By Caroline van Schaik
I was living in Mali, West Africa when the cookbook, “Sundays at Moosewood Restaurant” was published. I knew this had occurred because the mother of another American there sent her the recipe for “groundnut stew,” the spicy peanut sauce we knew as “tigadigana.” We were thrilled – our dish in a proper cookbook! Even where I lived, peanuts were roasted and ground daily, a food fact both remarkable and life-saving for me - despite the severely limited diet, I always had those nuggets of protein and calories!
My Malian mother was a superb cook; this was one of her best dishes and a favorite request of mine when visitors – the announced ones – were expected. Served with rice in our sub-Sahara region, her tigadigana included plenty of Scotch Bonnet-type peppers and extra cabbage and yams if either could be had. Chunks of butternut squash and sweet potato, available here and now in our gardens, farmers markets, and elsewhere, are equally compatible – and frankly, anything else you care to throw in the pot! Needless to add, not all of the following ingredients made it into my other mother’s dish, but the spirit is true to a deeply satisfying meal on any end of the world.
And while we are immersed in the Zen of winter squash, I have included my considerable remake of a Thai recipe that immerses some of the same Malian ingredients in a coconut milk sauce. Both recipes can be made as spicy hot or not as you like.
NOTE: I cannot stand okra and do NOT recommend it being included in this dish!
2 c chopped onion
2 Tbsp vegetable oil
½ tsp cayenne or other dried pepper to taste
Several small round hot peppers to taste
1 tsp pressed garlic
2 c chopped cabbage
3 c cubed sweet potatoes, other winter squash
3 c tomato juice or canned tomatoes
1 c apple juice or water
1 tsp salt
1 tsp grated fresh ginger
2 chopped tomatoes
1 ½ c chopped okra
½ c peanut butter
Saute the onions, and then add the cayenne and garlic and sauté briefly before adding the cabbage and other vegetables. Saute, covered, for a few minutes, then mix in the liquids, salt, ginger, cilantro, and tomatoes. Cover and simmer until the vegetables are tender, about 15 minutes. Spoon a small bit of juice into a cup with the peanut butter – stir it up and then spoon the softened peanut butter into the pot. Stir it in and simmer gently, using a heat diffuser if need be and adding more liquid if the sauce is too thick. Serve over rice, quinoa, or other grain of choice, making sure to ladle out the hot peppers to those who like it hot.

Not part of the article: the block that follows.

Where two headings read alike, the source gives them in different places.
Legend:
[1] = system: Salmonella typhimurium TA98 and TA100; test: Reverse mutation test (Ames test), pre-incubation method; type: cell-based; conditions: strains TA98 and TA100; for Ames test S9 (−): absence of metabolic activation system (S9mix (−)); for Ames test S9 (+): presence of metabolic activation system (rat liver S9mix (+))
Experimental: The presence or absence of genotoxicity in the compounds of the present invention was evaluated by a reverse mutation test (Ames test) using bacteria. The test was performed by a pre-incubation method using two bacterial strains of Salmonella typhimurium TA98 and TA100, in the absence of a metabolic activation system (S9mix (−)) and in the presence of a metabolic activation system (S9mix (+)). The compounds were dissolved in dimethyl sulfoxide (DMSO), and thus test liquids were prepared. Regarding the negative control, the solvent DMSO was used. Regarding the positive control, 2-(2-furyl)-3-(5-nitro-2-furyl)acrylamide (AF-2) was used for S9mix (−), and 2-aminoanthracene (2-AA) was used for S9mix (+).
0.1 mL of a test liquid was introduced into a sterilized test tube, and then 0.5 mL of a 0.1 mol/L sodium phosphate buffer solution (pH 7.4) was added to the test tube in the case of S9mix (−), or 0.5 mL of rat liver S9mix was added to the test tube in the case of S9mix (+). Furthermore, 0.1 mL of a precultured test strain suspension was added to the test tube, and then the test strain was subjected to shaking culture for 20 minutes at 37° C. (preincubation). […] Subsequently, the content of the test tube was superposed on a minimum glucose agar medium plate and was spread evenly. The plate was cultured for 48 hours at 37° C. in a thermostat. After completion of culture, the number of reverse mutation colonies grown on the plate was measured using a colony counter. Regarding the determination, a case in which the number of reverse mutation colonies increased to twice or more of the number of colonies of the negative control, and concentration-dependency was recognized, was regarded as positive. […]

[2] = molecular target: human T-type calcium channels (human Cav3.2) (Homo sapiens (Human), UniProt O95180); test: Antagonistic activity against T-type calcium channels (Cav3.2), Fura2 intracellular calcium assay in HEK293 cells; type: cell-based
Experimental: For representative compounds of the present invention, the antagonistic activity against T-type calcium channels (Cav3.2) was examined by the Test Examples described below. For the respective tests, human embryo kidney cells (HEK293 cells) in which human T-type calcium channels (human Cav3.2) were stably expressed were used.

Adapted from “Sundays at Moosewood Restaurant” by the Moosewood Collective
Butternut Squash in Fresh Green Curry
NOTE: Saute triangles of firm tofu separately and add at the last minute or serve on the side. This dish stands reheating but the squash tends to become one with the sauce. At this point, broccoli or greens complement the sauce nicely.
1 small butternut squash
2 Tbsp coarsely chopped shallots or onions
1 Tbsp coarsely chopped garlic
1 tsp coarsely chopped or grated fresh ginger
2 fresh green jalepeno or a fresh green serrano chili
½ c water
¾ c chopped cilantro leaves and stems
1 can (14 oz.) unsweetened coconut milk
¼ c peanut butter (unsweetened)
1 tsp miso (more or less)
1 tsp sugar
1 tsp salt
¼ c fresh basil leaves cut into thin strips crosswise
Parboil 1-inch chunks of squash separately and set aside, saving the liquid.
In a medium pot (big enough to take all ingredients), sauté the shallots, garlic, ginger, and chilies until the shallots are soft. Add ½ c of cilantro. Add about half the coconut milk; stir well and reduce it slightly over 2 or 3 minutes. Add the remaining coconut milk, water (use the squash water if you remembered to save it), peanut butter, miso, sugar, and salt – bring it to a boil, then lower the heat, add the squash, and cook slowly until the latter is tender, 10 to 15 minutes. Stir in the remaining cilantro and some of the basil strips. Transfer to a serving bowl, garnish with the remaining basil, and serve with the optional tofu over rice or other grain.
Adapted from “Real Vegetarian Thai,” by Nancie McDermott
This column of good eating is brought to you by members and friends of the Winona County EDA Local Foods Committee and UM Master Gardeners. Questions or comments? Contact us: firstname.lastname@example.org.